A group of tiny bacteria has been making a splash in New York State waters, and not in a good way. Harmful Algal Blooms (HABs, also known as cyanobacteria, Blue-green algae, BGA) are actually a type of bacteria rather than algae. If the right conditions are met, the bacteria can form what are called “blooms”, or massive amounts of floating material on the surface of a lake or pond. These blooms can look like brightly colored paint, oil, or scum, on the surface and at the shoreline of lakes and ponds. The blooms can move around a lake with wind action, or currents, and can appear, and even disappear, in a matter of hours. Harmful algal blooms have been spotted at an increasing rate around the US in the last several years, including within some New York State Parks’ waterbodies.
The worst part about these colorful phenomena are that some species of HABs are known to produce toxins that are harmful to both humans and animals. Humans can be affected through swallowing water while swimming, touching blooms, and wading in blooms. If the HABs are producing toxins, some swimmers can experience a range of symptoms, from simple rashes, to stomach issues, and even to muscular paralysis. New York State Park bathing beaches are closed when a HAB is present. NYS Parks follows NYS Department of Health criteria when reopening the beach, which requires that the HAB bloom be visibly absent from the swim area for 24 hours.
Dogs are also particularly susceptible to these toxins and should not be allowed, under any circumstance, to drink or swim in a bloom. Dog owners are encouraged to educate themselves on identifying HABs, to protect their fur-kids from harm. Dogs exposed to HAB toxins can experience severe illness and in some cases, fatal effects.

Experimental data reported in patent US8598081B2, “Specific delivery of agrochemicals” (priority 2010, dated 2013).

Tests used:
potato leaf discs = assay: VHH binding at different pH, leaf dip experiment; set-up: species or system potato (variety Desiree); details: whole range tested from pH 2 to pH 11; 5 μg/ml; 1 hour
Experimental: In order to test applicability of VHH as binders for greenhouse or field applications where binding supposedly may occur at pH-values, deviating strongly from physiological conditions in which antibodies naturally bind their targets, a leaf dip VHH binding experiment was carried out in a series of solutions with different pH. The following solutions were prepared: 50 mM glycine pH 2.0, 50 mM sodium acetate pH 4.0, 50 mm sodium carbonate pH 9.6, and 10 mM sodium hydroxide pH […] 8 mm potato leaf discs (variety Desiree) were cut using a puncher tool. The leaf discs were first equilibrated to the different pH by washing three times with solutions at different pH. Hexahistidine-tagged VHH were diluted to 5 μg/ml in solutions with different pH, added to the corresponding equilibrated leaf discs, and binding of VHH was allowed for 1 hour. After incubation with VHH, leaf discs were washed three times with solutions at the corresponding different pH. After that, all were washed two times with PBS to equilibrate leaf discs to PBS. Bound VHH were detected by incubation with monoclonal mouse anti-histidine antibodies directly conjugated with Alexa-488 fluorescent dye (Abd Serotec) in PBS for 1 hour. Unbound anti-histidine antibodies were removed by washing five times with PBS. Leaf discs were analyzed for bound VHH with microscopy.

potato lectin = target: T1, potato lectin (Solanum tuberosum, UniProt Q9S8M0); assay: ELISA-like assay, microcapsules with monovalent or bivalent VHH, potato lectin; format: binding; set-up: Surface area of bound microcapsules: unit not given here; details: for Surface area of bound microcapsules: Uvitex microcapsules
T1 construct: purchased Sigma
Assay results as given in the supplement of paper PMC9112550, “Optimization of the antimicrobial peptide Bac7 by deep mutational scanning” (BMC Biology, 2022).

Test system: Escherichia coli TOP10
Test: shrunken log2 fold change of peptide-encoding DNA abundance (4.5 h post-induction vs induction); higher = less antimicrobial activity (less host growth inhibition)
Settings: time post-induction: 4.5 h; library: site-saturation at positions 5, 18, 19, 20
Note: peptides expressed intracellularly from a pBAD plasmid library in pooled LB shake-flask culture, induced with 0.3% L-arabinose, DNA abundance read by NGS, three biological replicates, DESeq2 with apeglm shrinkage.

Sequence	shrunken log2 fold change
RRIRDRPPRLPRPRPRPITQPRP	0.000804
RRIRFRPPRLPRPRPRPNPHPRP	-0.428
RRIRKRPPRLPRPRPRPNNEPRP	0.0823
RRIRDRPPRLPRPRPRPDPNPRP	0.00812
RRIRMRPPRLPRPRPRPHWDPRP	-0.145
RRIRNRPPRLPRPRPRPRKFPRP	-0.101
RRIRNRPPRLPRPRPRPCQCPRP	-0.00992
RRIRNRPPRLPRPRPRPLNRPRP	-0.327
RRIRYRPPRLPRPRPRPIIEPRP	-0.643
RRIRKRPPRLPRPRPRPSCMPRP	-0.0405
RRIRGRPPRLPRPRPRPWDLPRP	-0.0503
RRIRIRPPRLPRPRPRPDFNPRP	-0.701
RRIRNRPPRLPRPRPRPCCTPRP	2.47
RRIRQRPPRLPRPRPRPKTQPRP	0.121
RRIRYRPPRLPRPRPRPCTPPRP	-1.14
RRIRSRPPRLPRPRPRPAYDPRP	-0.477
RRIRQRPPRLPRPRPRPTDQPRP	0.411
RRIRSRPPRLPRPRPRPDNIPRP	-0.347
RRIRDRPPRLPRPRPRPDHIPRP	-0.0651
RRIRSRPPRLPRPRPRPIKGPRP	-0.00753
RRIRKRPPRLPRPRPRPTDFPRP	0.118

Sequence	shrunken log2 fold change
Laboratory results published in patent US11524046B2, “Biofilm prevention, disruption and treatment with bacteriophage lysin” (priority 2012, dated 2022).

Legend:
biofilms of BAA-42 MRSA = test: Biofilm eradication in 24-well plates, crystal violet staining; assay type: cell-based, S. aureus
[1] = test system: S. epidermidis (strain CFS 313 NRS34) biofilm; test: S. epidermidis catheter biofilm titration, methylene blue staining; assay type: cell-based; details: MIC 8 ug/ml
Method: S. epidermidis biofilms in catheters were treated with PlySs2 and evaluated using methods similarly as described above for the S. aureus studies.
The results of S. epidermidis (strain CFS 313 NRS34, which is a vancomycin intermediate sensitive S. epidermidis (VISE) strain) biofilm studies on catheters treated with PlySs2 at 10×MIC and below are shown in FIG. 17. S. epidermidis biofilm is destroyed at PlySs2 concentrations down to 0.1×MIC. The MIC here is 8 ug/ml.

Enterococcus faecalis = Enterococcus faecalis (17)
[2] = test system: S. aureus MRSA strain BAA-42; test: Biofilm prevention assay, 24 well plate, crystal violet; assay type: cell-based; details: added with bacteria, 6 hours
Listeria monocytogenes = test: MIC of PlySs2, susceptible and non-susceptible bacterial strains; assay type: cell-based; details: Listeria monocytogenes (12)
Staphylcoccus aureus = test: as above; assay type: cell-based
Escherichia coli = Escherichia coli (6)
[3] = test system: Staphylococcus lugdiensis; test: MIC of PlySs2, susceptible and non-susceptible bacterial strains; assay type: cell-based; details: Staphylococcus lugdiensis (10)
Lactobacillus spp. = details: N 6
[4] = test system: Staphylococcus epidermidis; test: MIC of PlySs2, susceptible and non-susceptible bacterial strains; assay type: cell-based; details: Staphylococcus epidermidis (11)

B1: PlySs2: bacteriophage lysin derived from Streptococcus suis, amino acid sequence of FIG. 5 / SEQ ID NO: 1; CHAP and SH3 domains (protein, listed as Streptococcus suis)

NYS Parks posts HAB alert signs near waterbodies where HABs have been seen.
One of the best ways to recognize HABs on a lake surface is to be aware of changes to the surface of the lake. Take a look at the pictures below of HAB blooms that have been seen in NYS Parks.
Be on the lookout for HABS in stagnant or still, nutrient-rich waters, when the temperatures start to rise. HABs are influenced by time of year, climate and nutrient loads. The best way to prevent HAB growth is through watershed management. Reduce your own runoff by following NYS fertilizer guides, and help to report any evidence of HABs to the New York State Dept. of Environmental Conservation HAB hotline.
There are some HAB look-a-likes out there. Duckweed, other algae such as Cladophora (a form of clumpy, stringy algae), and pollen can easily be mistaken for HABs, especially in the spring.
Post by Keleigh Reynolds, State Parks
Cover image from freeimages.com.
Visit the links below to learn more about HABs!